“We knew if fans love the place, if it’s great place for baseball, if it becomes part of the Orioles’ tradition and history, the building will be well taken care of and it will last,” Joe Spear told FOXSports.com.
Spear is the lead architect of Camden Yards for the architecture firm HOK Sports, now known as Populous.
“Sports is a very important thing in American culture," he said. "We knew it would be significant for people in Baltimore. We knew it needed to fit Baltimore, it needed to be all about Baltimore. That’s was why we were so thrilled when we realized we could keep the warehouse and make it part of the ballpark. Because you’re trying to create a special place. You’re trying to create something that fans will fall in love with.”
That’s the difference between Camden Yards and the multipurpose stadiums it replaced. The multipurpose stadiums were places where baseball was played; Camden Yards is a place people visit to watch baseball.
It has been said there are no new ideas, only new ways of making them felt, and that was Camden. It didn’t reinvent anything. It just channeled the beauty of the great American ballparks — the Wrigley Fields, the Fenway Parks, the Ebbets Fields — and gave that beauty a modern upgrade. The genius of Camden Yards was that it was a revolution that looked forward with a keen eye toward the past. Like the ballpark’s defining feature being the century-old B&O Warehouse beyond the right-field fence or the ballpark being built on the site of a bar owned by Babe Ruth’s father.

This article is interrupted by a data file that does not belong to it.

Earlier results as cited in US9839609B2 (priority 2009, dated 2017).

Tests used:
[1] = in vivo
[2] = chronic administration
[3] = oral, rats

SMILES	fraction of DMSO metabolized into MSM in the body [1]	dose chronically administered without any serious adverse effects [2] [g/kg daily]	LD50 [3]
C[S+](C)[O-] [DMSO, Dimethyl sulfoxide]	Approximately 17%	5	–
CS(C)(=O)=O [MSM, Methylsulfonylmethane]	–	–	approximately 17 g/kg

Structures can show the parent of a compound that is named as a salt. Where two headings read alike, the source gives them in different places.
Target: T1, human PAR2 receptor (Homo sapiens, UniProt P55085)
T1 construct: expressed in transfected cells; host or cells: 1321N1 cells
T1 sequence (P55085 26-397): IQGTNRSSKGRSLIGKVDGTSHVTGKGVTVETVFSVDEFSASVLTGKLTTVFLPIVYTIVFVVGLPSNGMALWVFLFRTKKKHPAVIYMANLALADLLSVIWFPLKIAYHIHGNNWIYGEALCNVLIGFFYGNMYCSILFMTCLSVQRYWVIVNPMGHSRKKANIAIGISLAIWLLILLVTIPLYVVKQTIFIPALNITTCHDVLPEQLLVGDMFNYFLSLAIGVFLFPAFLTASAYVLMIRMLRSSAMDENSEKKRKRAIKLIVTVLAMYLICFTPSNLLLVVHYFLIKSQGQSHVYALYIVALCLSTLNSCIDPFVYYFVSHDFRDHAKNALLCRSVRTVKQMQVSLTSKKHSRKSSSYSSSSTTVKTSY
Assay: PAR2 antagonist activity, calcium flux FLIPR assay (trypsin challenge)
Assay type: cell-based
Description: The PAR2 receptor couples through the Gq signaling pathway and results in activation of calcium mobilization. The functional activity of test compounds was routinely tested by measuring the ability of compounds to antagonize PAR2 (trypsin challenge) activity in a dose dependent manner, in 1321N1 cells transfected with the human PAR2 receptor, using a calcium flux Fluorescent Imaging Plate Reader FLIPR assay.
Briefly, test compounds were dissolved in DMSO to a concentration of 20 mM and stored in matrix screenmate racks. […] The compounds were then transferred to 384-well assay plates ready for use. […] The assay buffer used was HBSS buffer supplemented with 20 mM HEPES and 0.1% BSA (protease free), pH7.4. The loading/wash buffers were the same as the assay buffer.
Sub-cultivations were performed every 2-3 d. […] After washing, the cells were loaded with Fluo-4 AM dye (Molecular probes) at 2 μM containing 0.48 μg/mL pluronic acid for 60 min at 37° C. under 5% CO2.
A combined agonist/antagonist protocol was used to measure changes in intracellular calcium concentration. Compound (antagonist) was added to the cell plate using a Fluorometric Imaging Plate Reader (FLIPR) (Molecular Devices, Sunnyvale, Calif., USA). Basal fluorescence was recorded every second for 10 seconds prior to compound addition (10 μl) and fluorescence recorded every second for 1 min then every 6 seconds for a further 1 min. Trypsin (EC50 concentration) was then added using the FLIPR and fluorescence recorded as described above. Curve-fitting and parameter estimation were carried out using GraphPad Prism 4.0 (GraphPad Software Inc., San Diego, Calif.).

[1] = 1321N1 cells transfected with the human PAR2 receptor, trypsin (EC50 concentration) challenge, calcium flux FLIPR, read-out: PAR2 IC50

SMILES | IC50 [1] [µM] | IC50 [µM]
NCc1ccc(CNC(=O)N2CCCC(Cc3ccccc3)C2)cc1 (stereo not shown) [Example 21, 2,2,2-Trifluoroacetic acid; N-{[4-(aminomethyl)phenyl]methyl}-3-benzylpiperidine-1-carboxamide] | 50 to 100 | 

After Camden opened, Orioles great Cal Ripken Jr. commented that what he loved about the place was how it felt like he’d been there before. And that captures the essence of what these newfangled old-school ballparks do: They seamlessly mix nostalgia with convenience.
“The last thing we wanted to do was create something Walt Disney would have done,” Spear said. “It has to be real. That’s why we all loved the warehouse, because it was genuine and it was familiar.”
Baseball is a sport uniquely suited to creative architecture in its stadiums. Unlike football, where the playing surfaces are uniformly 100 yards long, the baseball field is open to interpretation. Fenway is 302 feet to the right-field pole; the old Polo Grounds was 500 feet to the center-field fence. That means architects can incorporate things like historic warehouses, or frame city skylines, or build a hill in center field, like in Houston’s Minute Maid Park. And as a spectator sport, baseball is the most passive; while you keep your eye on the puck every moment of a hockey game, baseball is filled with breaks and pauses that allow conversation to flow and the eye to wander around the stadium. All of which means that ballpark construction is more important in baseball than in any other sport.
So on the occasion of its 20th year, let me say this: Thank God for Camden Yards. With Camden’s help, we’ve nearly slayed the beast of multipurpose stadiums. And in a very real way, Camden Yards helped save baseball.